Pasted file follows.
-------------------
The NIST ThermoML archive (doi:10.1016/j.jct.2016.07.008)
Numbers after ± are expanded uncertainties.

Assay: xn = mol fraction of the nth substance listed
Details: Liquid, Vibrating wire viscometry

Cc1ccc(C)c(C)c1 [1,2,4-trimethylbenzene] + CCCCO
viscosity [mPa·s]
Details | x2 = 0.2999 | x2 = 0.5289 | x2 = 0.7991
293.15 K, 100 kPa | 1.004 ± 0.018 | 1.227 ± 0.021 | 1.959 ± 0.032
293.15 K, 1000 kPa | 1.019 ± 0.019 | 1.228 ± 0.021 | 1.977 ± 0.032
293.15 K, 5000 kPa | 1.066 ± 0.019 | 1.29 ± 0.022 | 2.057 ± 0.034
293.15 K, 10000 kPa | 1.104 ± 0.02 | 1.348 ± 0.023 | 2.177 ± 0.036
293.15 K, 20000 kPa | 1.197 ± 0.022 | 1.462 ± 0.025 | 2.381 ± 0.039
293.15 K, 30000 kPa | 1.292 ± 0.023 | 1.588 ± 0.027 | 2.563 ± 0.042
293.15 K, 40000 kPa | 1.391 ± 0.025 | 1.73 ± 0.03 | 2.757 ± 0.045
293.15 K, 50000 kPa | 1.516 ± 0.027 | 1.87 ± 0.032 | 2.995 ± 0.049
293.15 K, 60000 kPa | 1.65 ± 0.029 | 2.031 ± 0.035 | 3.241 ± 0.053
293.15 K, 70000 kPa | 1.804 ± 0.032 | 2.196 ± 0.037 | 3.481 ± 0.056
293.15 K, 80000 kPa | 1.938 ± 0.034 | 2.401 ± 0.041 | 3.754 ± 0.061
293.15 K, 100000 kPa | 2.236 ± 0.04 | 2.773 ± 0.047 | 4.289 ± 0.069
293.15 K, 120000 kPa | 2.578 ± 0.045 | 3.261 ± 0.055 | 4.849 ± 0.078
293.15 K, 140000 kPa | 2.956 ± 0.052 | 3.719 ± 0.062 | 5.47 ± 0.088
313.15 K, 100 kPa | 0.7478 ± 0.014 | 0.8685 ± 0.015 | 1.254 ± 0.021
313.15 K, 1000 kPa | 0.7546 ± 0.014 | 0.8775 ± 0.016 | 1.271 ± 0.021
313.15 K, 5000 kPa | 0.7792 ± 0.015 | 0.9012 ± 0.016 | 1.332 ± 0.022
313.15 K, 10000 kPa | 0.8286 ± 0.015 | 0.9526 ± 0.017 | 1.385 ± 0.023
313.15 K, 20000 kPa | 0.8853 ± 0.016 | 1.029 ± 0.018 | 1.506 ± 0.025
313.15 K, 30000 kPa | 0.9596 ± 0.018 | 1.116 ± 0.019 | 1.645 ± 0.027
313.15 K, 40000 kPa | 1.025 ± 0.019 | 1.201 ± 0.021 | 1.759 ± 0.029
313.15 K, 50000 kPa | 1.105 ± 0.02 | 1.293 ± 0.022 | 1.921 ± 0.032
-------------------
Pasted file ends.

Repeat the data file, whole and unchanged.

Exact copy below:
The NIST ThermoML archive (doi:10.1016/j.jct.2016.07.008)
Numbers after ± are expanded uncertainties.

Assay: xn = mol fraction of the nth substance listed
Details: Liquid, Vibrating wire viscometry

Cc1ccc(C)c(C)c1 [1,2,4-trimethylbenzene] + CCCCO
viscosity [mPa·s]
Details | x2 = 0.2999 | x2 = 0.5289 | x2 = 0.7991
293.15 K, 100 kPa | 1.004 ± 0.018 | 1.227 ± 0.021 | 1.959 ± 0.032
293.15 K, 1000 kPa | 1.019 ± 0.019 | 1.228 ± 0.021 | 1.977 ± 0.032
293.15 K, 5000 kPa | 1.066 ± 0.019 | 1.29 ± 0.022 | 2.057 ± 0.034
293.15 K, 10000 kPa | 1.104 ± 0.02 | 1.348 ± 0.023 | 2.177 ± 0.036
293.15 K, 20000 kPa | 1.197 ± 0.022 | 1.462 ± 0.025 | 2.381 ± 0.039
293.15 K, 30000 kPa | 1.292 ± 0.023 | 1.588 ± 0.027 | 2.563 ± 0.042
293.15 K, 40000 kPa | 1.391 ± 0.025 | 1.73 ± 0.03 | 2.757 ± 0.045
293.15 K, 50000 kPa | 1.516 ± 0.027 | 1.87 ± 0.032 | 2.995 ± 0.049
293.15 K, 60000 kPa | 1.65 ± 0.029 | 2.031 ± 0.035 | 3.241 ± 0.053
293.15 K, 70000 kPa | 1.804 ± 0.032 | 2.196 ± 0.037 | 3.481 ± 0.056
293.15 K, 80000 kPa | 1.938 ± 0.034 | 2.401 ± 0.041 | 3.754 ± 0.061
293.15 K, 100000 kPa | 2.236 ± 0.04 | 2.773 ± 0.047 | 4.289 ± 0.069
293.15 K, 120000 kPa | 2.578 ± 0.045 | 3.261 ± 0.055 | 4.849 ± 0.078
293.15 K, 140000 kPa | 2.956 ± 0.052 | 3.719 ± 0.062 | 5.47 ± 0.088
313.15 K, 100 kPa | 0.7478 ± 0.014 | 0.8685 ± 0.015 | 1.254 ± 0.021
313.15 K, 1000 kPa | 0.7546 ± 0.014 | 0.8775 ± 0.016 | 1.271 ± 0.021
313.15 K, 5000 kPa | 0.7792 ± 0.015 | 0.9012 ± 0.016 | 1.332 ± 0.022
313.15 K, 10000 kPa | 0.8286 ± 0.015 | 0.9526 ± 0.017 | 1.385 ± 0.023
313.15 K, 20000 kPa | 0.8853 ± 0.016 | 1.029 ± 0.018 | 1.506 ± 0.025
313.15 K, 30000 kPa | 0.9596 ± 0.018 | 1.116 ± 0.019 | 1.645 ± 0.027
313.15 K, 40000 kPa | 1.025 ± 0.019 | 1.201 ± 0.021 | 1.759 ± 0.029
313.15 K, 50000 kPa | 1.105 ± 0.02 | 1.293 ± 0.022 | 1.921 ± 0.032